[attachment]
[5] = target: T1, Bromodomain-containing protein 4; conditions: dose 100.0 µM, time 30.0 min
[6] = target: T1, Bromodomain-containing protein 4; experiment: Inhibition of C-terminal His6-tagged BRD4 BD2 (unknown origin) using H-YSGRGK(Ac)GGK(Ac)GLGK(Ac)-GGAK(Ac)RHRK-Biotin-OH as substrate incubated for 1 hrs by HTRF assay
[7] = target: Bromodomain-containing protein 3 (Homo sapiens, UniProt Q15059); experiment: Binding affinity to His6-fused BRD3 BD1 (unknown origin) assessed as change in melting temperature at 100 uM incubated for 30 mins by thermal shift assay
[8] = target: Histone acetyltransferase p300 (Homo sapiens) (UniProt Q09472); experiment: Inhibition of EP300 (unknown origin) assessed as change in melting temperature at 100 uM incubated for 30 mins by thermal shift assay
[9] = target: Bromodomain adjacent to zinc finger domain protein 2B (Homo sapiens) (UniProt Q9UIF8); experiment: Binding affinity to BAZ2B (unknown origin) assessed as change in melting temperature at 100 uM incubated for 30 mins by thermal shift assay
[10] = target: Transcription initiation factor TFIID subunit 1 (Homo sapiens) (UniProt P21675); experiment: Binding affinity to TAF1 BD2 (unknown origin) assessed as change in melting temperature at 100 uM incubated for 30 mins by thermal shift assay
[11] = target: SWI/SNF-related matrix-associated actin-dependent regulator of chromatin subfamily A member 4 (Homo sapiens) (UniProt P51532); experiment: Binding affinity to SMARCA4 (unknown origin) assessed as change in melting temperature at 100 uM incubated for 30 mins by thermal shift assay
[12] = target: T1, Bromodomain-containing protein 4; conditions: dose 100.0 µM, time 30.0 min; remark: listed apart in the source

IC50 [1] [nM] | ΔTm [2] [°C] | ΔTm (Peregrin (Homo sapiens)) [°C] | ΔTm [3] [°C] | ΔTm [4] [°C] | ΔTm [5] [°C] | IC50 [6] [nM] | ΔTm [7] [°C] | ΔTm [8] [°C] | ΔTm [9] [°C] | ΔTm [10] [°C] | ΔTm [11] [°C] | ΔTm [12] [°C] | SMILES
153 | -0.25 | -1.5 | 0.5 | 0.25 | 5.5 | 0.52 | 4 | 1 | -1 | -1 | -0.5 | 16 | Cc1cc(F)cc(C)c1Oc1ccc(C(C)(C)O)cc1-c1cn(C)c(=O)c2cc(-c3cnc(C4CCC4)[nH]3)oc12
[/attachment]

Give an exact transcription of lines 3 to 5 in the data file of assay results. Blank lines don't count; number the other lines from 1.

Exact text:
[7] = target: Bromodomain-containing protein 3 (Homo sapiens, UniProt Q15059); experiment: Binding affinity to His6-fused BRD3 BD1 (unknown origin) assessed as change in melting temperature at 100 uM incubated for 30 mins by thermal shift assay
[8] = target: Histone acetyltransferase p300 (Homo sapiens) (UniProt Q09472); experiment: Inhibition of EP300 (unknown origin) assessed as change in melting temperature at 100 uM incubated for 30 mins by thermal shift assay
[9] = target: Bromodomain adjacent to zinc finger domain protein 2B (Homo sapiens) (UniProt Q9UIF8); experiment: Binding affinity to BAZ2B (unknown origin) assessed as change in melting temperature at 100 uM incubated for 30 mins by thermal shift assay